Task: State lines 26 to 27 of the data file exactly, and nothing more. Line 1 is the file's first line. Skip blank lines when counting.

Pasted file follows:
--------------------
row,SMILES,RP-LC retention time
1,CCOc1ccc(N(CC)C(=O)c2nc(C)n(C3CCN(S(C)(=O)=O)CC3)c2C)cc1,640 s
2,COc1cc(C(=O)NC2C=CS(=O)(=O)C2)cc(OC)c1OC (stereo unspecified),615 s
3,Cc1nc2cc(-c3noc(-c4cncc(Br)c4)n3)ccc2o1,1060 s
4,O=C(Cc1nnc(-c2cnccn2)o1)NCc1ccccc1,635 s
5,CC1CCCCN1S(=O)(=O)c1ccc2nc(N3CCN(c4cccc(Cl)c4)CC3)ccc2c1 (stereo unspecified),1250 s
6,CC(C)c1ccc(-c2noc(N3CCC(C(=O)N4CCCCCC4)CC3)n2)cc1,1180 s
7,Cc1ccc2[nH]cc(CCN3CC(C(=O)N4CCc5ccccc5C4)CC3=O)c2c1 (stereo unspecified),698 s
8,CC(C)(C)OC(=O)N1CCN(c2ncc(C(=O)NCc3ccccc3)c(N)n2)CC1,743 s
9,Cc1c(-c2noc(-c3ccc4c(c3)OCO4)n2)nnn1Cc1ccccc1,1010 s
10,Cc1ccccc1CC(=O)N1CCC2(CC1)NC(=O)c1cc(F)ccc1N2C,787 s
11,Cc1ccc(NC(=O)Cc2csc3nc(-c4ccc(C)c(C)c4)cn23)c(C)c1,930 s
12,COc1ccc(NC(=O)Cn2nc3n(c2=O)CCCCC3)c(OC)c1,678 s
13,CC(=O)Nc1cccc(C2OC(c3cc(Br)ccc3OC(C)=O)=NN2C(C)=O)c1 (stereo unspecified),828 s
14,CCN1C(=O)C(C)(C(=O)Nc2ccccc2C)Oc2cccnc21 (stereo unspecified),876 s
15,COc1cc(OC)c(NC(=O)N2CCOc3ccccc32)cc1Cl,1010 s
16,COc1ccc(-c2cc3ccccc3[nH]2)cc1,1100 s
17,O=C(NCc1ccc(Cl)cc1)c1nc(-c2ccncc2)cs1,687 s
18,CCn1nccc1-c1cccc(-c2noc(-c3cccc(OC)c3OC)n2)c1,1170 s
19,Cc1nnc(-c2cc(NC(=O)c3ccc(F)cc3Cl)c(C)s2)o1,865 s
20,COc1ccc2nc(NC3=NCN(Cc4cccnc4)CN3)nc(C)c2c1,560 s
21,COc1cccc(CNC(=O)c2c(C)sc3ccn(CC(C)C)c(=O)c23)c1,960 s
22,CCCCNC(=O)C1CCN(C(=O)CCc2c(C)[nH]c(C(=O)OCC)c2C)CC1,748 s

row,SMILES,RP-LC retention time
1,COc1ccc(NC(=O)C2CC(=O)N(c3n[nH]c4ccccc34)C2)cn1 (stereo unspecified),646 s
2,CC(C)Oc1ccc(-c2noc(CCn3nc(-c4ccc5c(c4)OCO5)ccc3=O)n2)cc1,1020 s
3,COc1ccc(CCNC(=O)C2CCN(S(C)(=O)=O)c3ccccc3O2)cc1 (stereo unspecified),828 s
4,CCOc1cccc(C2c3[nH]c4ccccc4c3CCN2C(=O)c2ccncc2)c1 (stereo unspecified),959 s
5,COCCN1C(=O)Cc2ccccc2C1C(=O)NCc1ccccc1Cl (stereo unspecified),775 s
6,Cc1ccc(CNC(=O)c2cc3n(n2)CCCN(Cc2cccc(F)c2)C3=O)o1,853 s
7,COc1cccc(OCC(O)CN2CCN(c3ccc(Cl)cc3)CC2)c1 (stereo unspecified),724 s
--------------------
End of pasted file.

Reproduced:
2,CC(C)Oc1ccc(-c2noc(CCn3nc(-c4ccc5c(c4)OCO5)ccc3=O)n2)cc1,1020 s
3,COc1ccc(CCNC(=O)C2CCN(S(C)(=O)=O)c3ccccc3O2)cc1 (stereo unspecified),828 s